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The plot below is from the question Why do the geosynchronous TDRS satellites have this distribution of inclinations?, and the explanation says

Inclination and mean motion (rev/day) for TDRS satellites from the first TLE found in the first week of each calendar year. Dot for TDRS13

The blips in mean motion are probably movement from one station to another, and the step downs (from 1.003 to circa 0.99 rev/day) are probably decommissionings to a higher graveyard orbit.

Interestingly, while the behavior of TDRS 1's inclination mimics that of the others, it's rate of change is much slower after about 1995; it seems stretched out by a factor of two compared to the others. Why is this so?

TDRS inclinations

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Here is a rough description, it doesn't give you the exact answer but it does provide the bare minimum conceptual understanding that you need to make a start. TLDR: scroll down to "Key points" to get to the point quickly.

All non-inclination controlled geosynchronous objects, starting off at inclination = 0, exhibit an increase in inclination from 0deg to 15 deg and then back to 0 deg in a 56 year cycle. The cycle is much easier to visualise graphically.

Here is a quote from my other answer here: why-is-the-ribbon-of-decommissioned-geosynchronous-satellites-skewed

It is easier to visualise the combined behaviour of inclination and RAAN by imagining that the satellite's orbit is a spinning top with an axis at the middle which we'll call the orbit pole. In a controlled geostationary orbit the orbit pole is closely aligned with the Earth's spin axis. In a drifting orbit this pole traces out a circle whose own centre is ~7.5 degrees from the polar axis over a period of ~56 years. The inclination and RAAN can be thought of as the magnitude and direction of the orbit pole (OK, but for an inconvenient 90 degrees which I will gloss over, it's just a metaphor). Thus the maximum change in inclination is from 0 to about 15 degrees.

The diagrams in the article here found by asdfex in the answer whats-the-method-behind-this-tdrs-triplet-inclination-madness convey the same idea. As a rough sketch to save digesting the whole article see the diagram below. The axes are ix and iy, i.e. the polar view of the inclination vector.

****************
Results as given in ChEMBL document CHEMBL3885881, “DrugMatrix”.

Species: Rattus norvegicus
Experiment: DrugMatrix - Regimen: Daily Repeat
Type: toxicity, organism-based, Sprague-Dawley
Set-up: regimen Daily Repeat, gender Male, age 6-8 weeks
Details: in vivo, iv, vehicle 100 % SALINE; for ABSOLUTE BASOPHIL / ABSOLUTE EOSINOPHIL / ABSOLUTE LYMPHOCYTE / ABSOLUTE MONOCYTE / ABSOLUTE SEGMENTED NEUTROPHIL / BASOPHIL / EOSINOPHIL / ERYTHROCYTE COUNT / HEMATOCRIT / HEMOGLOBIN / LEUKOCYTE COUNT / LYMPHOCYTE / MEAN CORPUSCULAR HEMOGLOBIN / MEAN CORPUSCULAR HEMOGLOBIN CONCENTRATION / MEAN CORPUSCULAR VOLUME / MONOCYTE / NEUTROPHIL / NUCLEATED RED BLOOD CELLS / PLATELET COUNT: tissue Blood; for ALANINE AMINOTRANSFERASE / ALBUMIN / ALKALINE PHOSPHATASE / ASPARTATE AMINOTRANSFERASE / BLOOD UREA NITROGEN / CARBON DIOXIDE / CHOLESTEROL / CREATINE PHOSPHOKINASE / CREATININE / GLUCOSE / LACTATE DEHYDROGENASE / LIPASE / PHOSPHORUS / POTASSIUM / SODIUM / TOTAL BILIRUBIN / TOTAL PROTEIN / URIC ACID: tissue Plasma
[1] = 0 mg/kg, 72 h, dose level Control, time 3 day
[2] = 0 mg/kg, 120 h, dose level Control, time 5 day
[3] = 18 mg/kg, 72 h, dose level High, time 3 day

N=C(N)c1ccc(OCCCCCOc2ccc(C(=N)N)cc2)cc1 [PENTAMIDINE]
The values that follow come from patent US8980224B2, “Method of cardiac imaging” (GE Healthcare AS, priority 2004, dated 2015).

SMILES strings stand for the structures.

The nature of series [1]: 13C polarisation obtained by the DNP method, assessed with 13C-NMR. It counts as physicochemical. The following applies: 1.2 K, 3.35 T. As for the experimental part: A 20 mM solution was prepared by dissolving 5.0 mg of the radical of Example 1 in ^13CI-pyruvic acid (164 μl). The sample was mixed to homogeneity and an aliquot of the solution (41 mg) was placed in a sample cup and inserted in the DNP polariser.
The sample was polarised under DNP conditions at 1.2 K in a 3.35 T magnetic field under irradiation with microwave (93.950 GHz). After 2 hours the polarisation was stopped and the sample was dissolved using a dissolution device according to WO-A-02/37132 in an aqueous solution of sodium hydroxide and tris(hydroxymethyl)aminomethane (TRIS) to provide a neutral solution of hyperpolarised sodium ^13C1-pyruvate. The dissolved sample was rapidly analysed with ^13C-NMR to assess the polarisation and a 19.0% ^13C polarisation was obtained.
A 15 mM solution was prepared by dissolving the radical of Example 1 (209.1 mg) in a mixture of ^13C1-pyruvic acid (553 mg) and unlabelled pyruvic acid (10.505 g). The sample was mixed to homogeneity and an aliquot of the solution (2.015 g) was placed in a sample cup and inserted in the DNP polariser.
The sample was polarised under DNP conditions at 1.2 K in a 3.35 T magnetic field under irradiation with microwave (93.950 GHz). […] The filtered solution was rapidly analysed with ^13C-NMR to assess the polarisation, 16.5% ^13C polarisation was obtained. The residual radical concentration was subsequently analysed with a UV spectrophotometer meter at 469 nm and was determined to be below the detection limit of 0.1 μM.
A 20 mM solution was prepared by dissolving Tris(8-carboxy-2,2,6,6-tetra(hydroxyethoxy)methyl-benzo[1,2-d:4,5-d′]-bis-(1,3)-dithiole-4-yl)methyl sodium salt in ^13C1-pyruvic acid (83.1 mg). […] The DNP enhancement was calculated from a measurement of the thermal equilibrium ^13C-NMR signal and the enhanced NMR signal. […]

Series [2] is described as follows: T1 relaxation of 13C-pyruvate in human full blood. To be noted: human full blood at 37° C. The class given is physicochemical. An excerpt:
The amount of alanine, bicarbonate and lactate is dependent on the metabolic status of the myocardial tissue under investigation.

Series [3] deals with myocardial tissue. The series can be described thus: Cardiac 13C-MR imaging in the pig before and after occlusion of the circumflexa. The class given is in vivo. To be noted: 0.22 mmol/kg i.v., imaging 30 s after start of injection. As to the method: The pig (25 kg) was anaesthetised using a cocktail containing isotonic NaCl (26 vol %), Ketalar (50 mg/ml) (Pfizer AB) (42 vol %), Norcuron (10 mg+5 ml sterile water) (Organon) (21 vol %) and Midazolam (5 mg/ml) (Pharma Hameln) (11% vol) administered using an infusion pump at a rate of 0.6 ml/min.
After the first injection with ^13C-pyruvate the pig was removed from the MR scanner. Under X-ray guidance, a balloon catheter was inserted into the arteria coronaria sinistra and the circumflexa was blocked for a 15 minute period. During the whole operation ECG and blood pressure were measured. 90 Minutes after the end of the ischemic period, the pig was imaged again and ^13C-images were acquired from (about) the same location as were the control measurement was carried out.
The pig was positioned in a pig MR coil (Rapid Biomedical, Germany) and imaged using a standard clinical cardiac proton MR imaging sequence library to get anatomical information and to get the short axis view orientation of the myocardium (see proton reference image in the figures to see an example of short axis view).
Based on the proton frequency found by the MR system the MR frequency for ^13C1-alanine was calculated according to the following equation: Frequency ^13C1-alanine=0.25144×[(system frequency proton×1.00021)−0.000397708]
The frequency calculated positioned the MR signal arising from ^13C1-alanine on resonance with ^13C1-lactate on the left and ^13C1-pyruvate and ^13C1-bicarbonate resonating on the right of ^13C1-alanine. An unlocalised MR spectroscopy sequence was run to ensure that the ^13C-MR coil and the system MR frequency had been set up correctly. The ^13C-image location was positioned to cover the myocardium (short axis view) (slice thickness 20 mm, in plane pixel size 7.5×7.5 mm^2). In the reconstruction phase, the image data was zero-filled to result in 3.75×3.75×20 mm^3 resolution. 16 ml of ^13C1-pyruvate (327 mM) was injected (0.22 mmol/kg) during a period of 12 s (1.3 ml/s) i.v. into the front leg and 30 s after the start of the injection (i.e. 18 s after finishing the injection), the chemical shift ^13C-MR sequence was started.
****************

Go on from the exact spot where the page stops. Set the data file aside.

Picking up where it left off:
enter image description here

The thick red trace shows the path of an object released with some finite RAAN and inclination. It traces down to inclination = 0 and then back up again. It will take many years to move across the arc shown and afterwards it will trace a circle and re-appear at the starting place decades later. The dashed red trace is another object released at a different RAAN/inc combination.

The rate of evolution, in terms of angles from the virtual centre of rotation at 7.5 degrees is the same for both red traces. As a result the magnitude of inclination, i.e. the distance from Ix=Ix=0.0, changes more slowly for the dashed red trace than for the solid line.

Key points:

  1. there is no notion of "debouncing" to be had. The inclination vector magnitude is always positive.

  2. TDRS 1 actually looks as if it is already up at 15 degrees, its rate of change in terms of degrees per year, slows from 2010 onwards, which is what we'd expect for an object that had by then been in orbit for 27 years (launched 1983).

  3. As TDRS1's earlier rate of progress is less than the other satellites even before 2010 it looks to me as if TDRS 1 was not originally launched into a 0 deg orbit. Its as if was released so that it is on a path like the dashed red trace, i.e. both its initial inclination and RAAN would have had to have been chosen to set this up.

Sometimes diagrams like this instead show Inc and RAAN as the axes rather than Iy and Ix. The process of choosing Inc and RAAN as initial mission parameters is analagous to choosing Ix and Iy.

As an aside an object that was previously station-kept in inclination will start off very close to Ix=Ix=0.0 and then follow the same arc too.

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    $\begingroup$ This is excellent, thank you! $\endgroup$ – uhoh Feb 12 at 0:03

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